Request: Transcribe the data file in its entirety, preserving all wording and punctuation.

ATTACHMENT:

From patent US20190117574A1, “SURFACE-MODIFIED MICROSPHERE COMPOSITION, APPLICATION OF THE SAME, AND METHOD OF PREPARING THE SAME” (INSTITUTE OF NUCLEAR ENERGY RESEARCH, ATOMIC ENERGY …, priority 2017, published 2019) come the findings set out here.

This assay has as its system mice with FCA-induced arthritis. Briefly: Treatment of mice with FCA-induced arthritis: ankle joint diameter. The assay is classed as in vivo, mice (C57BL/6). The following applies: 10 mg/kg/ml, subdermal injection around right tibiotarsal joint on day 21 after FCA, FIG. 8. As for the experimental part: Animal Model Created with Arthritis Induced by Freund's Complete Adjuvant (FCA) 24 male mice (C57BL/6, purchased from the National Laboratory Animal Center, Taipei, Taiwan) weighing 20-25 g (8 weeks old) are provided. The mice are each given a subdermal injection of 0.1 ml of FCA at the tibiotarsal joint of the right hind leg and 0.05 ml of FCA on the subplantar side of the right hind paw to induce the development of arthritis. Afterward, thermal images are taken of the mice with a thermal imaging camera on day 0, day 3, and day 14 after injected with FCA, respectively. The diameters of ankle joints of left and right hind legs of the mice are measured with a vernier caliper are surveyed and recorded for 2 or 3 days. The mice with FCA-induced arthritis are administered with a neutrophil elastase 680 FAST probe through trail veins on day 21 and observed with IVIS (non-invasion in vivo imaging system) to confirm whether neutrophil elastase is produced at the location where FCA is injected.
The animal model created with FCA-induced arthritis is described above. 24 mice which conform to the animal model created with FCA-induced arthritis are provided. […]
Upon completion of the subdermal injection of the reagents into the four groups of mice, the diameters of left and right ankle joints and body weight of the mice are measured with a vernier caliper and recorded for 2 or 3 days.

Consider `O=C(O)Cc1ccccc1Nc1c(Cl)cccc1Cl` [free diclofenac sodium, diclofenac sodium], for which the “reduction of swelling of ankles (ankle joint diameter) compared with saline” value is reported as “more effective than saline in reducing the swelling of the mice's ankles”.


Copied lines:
From patent US20190117574A1, “SURFACE-MODIFIED MICROSPHERE COMPOSITION, APPLICATION OF THE SAME, AND METHOD OF PREPARING THE SAME” (INSTITUTE OF NUCLEAR ENERGY RESEARCH, ATOMIC ENERGY …, priority 2017, published 2019) come the findings set out here.

This assay has as its system mice with FCA-induced arthritis. Briefly: Treatment of mice with FCA-induced arthritis: ankle joint diameter. The assay is classed as in vivo, mice (C57BL/6). The following applies: 10 mg/kg/ml, subdermal injection around right tibiotarsal joint on day 21 after FCA, FIG. 8. As for the experimental part: Animal Model Created with Arthritis Induced by Freund's Complete Adjuvant (FCA) 24 male mice (C57BL/6, purchased from the National Laboratory Animal Center, Taipei, Taiwan) weighing 20-25 g (8 weeks old) are provided. The mice are each given a subdermal injection of 0.1 ml of FCA at the tibiotarsal joint of the right hind leg and 0.05 ml of FCA on the subplantar side of the right hind paw to induce the development of arthritis. Afterward, thermal images are taken of the mice with a thermal imaging camera on day 0, day 3, and day 14 after injected with FCA, respectively. The diameters of ankle joints of left and right hind legs of the mice are measured with a vernier caliper are surveyed and recorded for 2 or 3 days. The mice with FCA-induced arthritis are administered with a neutrophil elastase 680 FAST probe through trail veins on day 21 and observed with IVIS (non-invasion in vivo imaging system) to confirm whether neutrophil elastase is produced at the location where FCA is injected.
The animal model created with FCA-induced arthritis is described above. 24 mice which conform to the animal model created with FCA-induced arthritis are provided. […]
Upon completion of the subdermal injection of the reagents into the four groups of mice, the diameters of left and right ankle joints and body weight of the mice are measured with a vernier caliper and recorded for 2 or 3 days.

Consider `O=C(O)Cc1ccccc1Nc1c(Cl)cccc1Cl` [free diclofenac sodium, diclofenac sodium], for which the “reduction of swelling of ankles (ankle joint diameter) compared with saline” value is reported as “more effective than saline in reducing the swelling of the mice's ankles”.